Three Rules to Follow to Avoid Common Mistakes with Modals
Are you confused about modals? Are you interested in learning how to use can, could, may, might, should, ought, must, have to, shall, will, or would?
Today we will talk about how to use modal verbs properly. Many English learners make mistakes about the use of these special helping verbs. We will also study how to avoid these common mistakes. I know that the word modal verb doesn’t sound too exciting. But when you see what they are, you’d understand that we use these verbs all the time.
What are modals?
Modals are special verbs which behave irregularly in English. They are also known as modal auxiliaries or modal auxiliary verbs. They are different from normal verbs like eat, drink, visit, laugh, jump, dance, follow, etc. They give additional information about the function of the main verb that comes after it. These are verbs that express different kinds of things. When you use them, they express certainty, ability, willingness, necessity, permission, obligation, and possibility. Since they behave differently from regular verbs, they are a little confusing.
Modal verbs that are most commonly used in everyday conversations or writing are “can”, “could”, “may”, “might”, “should”, “ought to”, “must”, “have to”, “will”, “shall”, and “would”.
Three basic rules to follow
So, here are the three basic rules to follow to avoid the common mistakes that are made with the modal verbs.
1. Use the modal verb as is.
Don’t change its form and turn it into the present, future, or past forms. Don’t add anything to it. You can’t add s, ed, or ing.
Here’s the correct sentence:
“Joan can swim.”
“Joan cans swim.”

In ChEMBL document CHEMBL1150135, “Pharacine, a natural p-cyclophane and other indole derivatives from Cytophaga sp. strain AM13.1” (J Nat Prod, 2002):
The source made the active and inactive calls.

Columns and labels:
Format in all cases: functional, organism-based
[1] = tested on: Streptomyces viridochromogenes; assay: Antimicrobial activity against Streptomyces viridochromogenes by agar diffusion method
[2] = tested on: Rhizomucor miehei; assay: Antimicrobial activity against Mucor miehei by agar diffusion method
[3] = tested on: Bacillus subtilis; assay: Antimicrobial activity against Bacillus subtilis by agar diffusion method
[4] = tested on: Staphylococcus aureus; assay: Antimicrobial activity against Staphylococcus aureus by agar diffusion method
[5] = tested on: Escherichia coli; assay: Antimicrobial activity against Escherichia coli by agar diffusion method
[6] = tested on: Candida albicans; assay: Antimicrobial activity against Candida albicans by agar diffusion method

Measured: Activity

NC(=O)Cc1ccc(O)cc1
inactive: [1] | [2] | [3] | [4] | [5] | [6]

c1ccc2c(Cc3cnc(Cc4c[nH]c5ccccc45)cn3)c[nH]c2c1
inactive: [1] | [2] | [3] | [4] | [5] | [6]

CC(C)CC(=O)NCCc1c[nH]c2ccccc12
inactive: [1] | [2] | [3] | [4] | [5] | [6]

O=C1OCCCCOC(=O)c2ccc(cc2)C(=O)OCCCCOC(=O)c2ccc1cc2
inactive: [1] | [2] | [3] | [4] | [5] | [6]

“He mights go to sleep.”
“She wills go to Spain next month.”
We should not change that modal verb ever. Leave it as it is.
2. Use the base form of the verb after a modal.
Don’t use “to” or the full infinitive verb “to”.
Here’s the correct sentence:
“Clara might join them.”
“Clara might to join them.”
“You must to finish your dinner.”
“You should not to smoke.”
“They can to stay with us this summer.”
“We would not to arrive in time for his speech.”
This is quite a common error, so be careful about the “to” there. Make sure not use the full infinitive form “to join” after the word might, will, should, may, or can. Just use the base form of the verb, which is “join”. You can say any of these correct sentences:
Clara could join us.
Clara might join us.
Clara must join us.
Clara should join us.
They can stay.
They can come.
They can leave.
Just take note, no “to” after the modal.
3) If you need to use modals in the negative form, then use only “not” AFTER the modal verb.
Don’t add any extra words anymore. So, don’t use words like “isn’t”, “doesn’t”, “don’t”, “won’t”, “wasn’t”, “aren’t”.
“You should not drink too much.”
“You don’t should drink too much.”
“I don’t can swim.”
“We don’t could call him.”
Notice in the correct sentence that “not” came after “should”.